If you are a homeowner adjacent to a ravine, please take a look at the LFCEL's new brochure containing important information for your landscaping, stormwater runoff, pesticides and more. Click on the "Steep Slopes, Long Legacy for Homeowners Near Ravines" brochure at the right under "Documents."
All Lake Forest residents can also benefit from learning about the importantce of ravines to the ecosystem. Click on the "Steep Slopes, Long Legacy" brochure at the right under "Documents."
Don't Stuff the Bluff! Keep Lake Forest's Ravines Clean.
The Lake Forest Collaborative for Environmental Leadership ("LFCEL"), which members include The City of Lake Forest, Lake Forest Elementary School District #67, Lake Forest High School District #115, Lake Forest Open Lands Association and Lake Forest College, was formed to bring together the community to educate and engage in environmental action and to promote sustainable practices within Lake Forest.
The role (expanded in the "Goals" listed below) of the Collaborative is to bring together the collective resources of its members to identify and consider existing issues while identifying new programs and approaches that encourage environmental thinking and action to:
Protect Lake Forest's unique natural heritage
Enhance residents' quality of life
Improve the value of the community
Make a meaningful contribution to creating a healthier community and local ecosystems
Expand the conservation ethic and resident pride
Owners of electric vehicles are now able to power up in Lake Forest. Click here for the article and photos.
Reduce, Reuse, Recycle
Reduction is the first step to living a greener lifestyle. If the waste isn't produced in the first place, we don't have to figure out ways to mitigate it later. Purchase re-usable grocery bags, water bottles, and think twice before you grab a handful of napkins or paper towels. Try to find ways to reuse objects in creative ways or donate to an organization that specializes in reusing materials for art supplies or donation to people in need. If an object cannot be reused, rinse and recycle. In addition to curb side pick up, the City offers residents a comprehensive Compost and Recycling Center located off of Route 60. Take advantage of this community asset and do your part to reduce the amount of trash placed in landfills.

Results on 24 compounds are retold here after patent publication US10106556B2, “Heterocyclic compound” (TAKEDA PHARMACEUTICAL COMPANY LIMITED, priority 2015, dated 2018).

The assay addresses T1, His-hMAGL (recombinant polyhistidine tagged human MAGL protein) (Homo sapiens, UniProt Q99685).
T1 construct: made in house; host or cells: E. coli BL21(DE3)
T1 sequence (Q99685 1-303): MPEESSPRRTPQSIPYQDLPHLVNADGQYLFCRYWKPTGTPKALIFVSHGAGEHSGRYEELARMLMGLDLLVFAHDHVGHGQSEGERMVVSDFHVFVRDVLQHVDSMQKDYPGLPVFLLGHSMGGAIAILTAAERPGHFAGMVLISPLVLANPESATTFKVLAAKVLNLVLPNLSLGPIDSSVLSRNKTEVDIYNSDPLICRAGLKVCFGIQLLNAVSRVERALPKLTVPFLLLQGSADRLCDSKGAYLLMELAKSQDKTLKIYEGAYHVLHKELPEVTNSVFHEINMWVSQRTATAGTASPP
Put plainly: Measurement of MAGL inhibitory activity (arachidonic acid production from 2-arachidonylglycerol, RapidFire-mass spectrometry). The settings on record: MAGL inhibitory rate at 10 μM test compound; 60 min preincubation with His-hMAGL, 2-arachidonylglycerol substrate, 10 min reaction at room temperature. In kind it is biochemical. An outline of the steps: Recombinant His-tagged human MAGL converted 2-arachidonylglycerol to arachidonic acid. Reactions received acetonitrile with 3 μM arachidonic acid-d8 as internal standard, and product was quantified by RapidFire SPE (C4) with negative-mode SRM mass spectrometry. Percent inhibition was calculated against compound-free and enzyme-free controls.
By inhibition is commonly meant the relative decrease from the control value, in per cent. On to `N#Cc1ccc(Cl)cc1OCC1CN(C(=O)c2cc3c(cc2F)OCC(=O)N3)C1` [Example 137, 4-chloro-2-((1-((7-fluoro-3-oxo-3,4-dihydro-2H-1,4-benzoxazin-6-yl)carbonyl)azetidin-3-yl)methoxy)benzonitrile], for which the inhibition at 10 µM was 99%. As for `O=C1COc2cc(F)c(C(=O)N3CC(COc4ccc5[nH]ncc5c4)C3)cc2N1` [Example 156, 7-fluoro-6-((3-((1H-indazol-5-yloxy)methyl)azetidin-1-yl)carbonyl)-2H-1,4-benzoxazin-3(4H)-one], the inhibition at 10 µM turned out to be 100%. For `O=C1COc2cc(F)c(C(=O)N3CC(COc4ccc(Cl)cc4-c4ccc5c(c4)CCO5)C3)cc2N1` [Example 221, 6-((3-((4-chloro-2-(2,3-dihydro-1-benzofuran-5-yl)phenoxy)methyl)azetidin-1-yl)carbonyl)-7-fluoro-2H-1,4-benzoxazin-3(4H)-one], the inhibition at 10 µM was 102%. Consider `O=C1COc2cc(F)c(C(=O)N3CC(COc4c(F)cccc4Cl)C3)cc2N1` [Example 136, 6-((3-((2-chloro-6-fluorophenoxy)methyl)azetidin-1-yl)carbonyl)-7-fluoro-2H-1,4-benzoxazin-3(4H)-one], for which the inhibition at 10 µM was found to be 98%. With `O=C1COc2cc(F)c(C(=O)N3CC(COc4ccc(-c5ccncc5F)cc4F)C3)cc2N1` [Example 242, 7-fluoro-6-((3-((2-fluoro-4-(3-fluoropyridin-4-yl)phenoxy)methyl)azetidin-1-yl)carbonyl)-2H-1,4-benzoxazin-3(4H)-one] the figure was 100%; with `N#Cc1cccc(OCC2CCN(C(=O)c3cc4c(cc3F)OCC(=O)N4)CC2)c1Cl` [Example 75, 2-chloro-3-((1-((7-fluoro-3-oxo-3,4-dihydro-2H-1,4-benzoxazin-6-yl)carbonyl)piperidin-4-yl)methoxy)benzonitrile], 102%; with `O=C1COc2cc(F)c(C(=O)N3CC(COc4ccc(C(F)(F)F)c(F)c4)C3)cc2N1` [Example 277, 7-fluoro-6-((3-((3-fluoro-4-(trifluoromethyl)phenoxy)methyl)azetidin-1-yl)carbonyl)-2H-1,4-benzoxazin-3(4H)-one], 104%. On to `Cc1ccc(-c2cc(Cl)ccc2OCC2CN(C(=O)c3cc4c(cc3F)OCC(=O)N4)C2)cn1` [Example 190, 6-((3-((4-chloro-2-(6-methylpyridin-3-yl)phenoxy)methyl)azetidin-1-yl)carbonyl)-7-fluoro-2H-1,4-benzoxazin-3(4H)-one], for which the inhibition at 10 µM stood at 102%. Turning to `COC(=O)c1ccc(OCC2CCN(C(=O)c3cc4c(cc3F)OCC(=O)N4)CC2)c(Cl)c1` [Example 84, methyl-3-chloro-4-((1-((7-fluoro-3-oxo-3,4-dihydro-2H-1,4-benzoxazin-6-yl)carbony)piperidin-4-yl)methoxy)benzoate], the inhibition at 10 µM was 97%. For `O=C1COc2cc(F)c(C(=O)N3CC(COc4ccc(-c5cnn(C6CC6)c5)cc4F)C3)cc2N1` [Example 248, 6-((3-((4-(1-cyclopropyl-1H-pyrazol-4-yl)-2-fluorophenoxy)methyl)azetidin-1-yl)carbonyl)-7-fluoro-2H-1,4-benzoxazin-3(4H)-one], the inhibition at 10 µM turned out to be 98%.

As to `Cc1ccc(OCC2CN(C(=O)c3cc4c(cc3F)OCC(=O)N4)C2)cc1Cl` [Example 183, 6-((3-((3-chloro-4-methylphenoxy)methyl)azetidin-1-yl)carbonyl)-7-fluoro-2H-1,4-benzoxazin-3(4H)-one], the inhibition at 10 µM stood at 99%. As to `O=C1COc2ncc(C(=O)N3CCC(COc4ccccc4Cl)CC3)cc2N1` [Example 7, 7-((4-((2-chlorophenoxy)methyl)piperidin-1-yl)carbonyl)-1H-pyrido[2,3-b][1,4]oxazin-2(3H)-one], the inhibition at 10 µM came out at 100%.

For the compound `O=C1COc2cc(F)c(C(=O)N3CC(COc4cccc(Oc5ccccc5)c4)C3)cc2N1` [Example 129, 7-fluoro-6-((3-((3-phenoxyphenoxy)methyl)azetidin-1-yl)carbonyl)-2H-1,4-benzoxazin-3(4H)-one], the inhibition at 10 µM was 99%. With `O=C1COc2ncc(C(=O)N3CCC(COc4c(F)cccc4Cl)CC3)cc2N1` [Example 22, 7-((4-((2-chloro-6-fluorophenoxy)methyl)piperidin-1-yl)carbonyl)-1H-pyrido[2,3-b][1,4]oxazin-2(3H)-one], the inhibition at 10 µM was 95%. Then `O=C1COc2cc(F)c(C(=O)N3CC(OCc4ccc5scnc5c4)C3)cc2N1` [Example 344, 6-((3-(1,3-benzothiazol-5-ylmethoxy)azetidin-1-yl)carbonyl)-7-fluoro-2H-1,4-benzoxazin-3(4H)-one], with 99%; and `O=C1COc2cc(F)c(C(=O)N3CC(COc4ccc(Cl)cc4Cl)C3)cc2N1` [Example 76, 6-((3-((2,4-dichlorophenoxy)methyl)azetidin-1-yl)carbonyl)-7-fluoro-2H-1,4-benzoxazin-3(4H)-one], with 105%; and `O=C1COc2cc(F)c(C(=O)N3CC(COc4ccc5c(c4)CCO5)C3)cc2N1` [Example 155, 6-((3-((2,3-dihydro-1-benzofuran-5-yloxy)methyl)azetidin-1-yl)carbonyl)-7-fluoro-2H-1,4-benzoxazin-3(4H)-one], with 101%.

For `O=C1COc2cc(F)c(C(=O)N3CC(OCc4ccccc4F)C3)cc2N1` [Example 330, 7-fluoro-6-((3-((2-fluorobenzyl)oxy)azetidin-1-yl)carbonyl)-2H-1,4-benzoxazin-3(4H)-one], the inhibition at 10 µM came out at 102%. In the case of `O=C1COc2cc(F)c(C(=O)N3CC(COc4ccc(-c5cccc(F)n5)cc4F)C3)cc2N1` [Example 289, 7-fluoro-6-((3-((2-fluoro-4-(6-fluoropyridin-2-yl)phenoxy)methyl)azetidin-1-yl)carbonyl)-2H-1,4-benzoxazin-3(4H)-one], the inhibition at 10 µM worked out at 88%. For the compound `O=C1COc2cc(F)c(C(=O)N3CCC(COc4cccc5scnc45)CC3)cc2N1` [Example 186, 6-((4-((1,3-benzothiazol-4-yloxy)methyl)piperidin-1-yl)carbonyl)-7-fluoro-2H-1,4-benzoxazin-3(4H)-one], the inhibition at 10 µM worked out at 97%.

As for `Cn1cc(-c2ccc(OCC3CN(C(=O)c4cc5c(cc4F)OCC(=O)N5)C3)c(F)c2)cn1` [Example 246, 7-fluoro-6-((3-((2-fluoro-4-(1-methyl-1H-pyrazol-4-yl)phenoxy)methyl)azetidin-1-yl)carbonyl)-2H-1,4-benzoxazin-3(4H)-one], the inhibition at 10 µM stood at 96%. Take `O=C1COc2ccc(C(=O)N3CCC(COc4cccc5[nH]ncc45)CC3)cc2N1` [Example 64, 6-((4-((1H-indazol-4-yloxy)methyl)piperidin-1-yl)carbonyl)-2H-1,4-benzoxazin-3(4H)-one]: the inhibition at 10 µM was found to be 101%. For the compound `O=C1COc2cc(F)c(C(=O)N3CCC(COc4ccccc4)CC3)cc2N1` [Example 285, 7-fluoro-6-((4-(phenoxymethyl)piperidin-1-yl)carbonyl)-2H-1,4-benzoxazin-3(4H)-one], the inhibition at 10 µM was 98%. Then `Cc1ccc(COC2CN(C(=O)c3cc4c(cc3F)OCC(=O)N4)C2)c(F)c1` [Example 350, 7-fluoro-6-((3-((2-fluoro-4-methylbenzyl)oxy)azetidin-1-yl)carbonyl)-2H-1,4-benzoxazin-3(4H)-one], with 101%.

Rain Barrel Purchases
The Lake County Stormwater Management Commission offers Lake County residents an opportunity to purchase rain barrels for stormwater conservation and reuse. For information, please click here. Information can also be found on the SWALCO (Solid Waste Agency of Lake County) website by clicking here.
Reduce Water Usage
Above: Community Forum titled "Water: Where Does It Come From, Where Does It Go?" held in the fall of 2013.
One simple tip to reduce your water usage is to turn off the faucet when you brush your teeth or wash your face. This simple tip can save up to 1400 gallons of water per year. Another tip is to keep a pitcher of water in the fridge to have cold water at hand instead of waiting for the faucet water to cool. The average faucet uses 2-5 gallons of water per minute. Imagine what you could save with a couple simple changes to your daily routine. Think "water-wise" for our future.
Reduce Energy Consumption
Did you know that your electronics are still using energy even when you are not using them? When appliances are idle, they use up to 40% of the energy needed to operate when in use. Use a power strip to control appliances that you use together such as televisions and DVD players and turn off your computer when not in use or enable a stand-by mode to lessen the energy consumption while you are away. Using LED or Compact Fluorescent Light Bulbs (CLF) can also lower the energy consumption in your house. Every little bit helps to lower your energy usage and these small changes are simple to implement.
ComEd also offers some tips here that could also help save on your electric bill: https://www.comed.com/sites/HomeSavings/Pages/programsandincentives.aspx
The Citizen's Utility Board offers some additional programs to help you lower your utility bills while providing incentives also geared towards reducing energy consumption: http://cubenergysaver.com/.
Municipal Service Building, 800 N. Field Drive
Built in 2009, the City's Municipal Services Building received LEED Gold Certification as a sustainable site and for utilizing efficient energy resources, water and materials. The building houses the departments of Community Development, Building Maintenance, Engineering, Finance, Parks & Forestry and Public Works.
Resident services available there are: animal licensing, building permits and construction inspections, Compost Center permits, recycling, community sign board applications, real estate transfer tax applications, parking permits, vehicle stickers, water accounts and billing.